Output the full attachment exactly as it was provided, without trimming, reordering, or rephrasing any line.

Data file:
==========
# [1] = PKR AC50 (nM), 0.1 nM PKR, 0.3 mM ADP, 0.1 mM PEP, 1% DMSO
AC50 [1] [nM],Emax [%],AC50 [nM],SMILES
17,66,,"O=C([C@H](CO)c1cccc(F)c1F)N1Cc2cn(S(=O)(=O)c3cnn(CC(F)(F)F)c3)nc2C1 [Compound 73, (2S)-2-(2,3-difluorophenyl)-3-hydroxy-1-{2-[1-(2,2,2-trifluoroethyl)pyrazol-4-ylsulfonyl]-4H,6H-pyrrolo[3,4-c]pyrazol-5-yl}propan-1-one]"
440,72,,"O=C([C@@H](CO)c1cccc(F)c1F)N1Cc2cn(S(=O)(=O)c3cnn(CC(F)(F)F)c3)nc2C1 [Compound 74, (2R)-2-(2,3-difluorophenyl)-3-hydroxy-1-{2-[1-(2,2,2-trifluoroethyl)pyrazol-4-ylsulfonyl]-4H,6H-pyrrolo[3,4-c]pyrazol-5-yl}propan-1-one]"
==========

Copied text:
# [1] = PKR AC50 (nM), 0.1 nM PKR, 0.3 mM ADP, 0.1 mM PEP, 1% DMSO
AC50 [1] [nM],Emax [%],AC50 [nM],SMILES
17,66,,"O=C([C@H](CO)c1cccc(F)c1F)N1Cc2cn(S(=O)(=O)c3cnn(CC(F)(F)F)c3)nc2C1 [Compound 73, (2S)-2-(2,3-difluorophenyl)-3-hydroxy-1-{2-[1-(2,2,2-trifluoroethyl)pyrazol-4-ylsulfonyl]-4H,6H-pyrrolo[3,4-c]pyrazol-5-yl}propan-1-one]"
440,72,,"O=C([C@@H](CO)c1cccc(F)c1F)N1Cc2cn(S(=O)(=O)c3cnn(CC(F)(F)F)c3)nc2C1 [Compound 74, (2R)-2-(2,3-difluorophenyl)-3-hydroxy-1-{2-[1-(2,2,2-trifluoroethyl)pyrazol-4-ylsulfonyl]-4H,6H-pyrrolo[3,4-c]pyrazol-5-yl}propan-1-one]"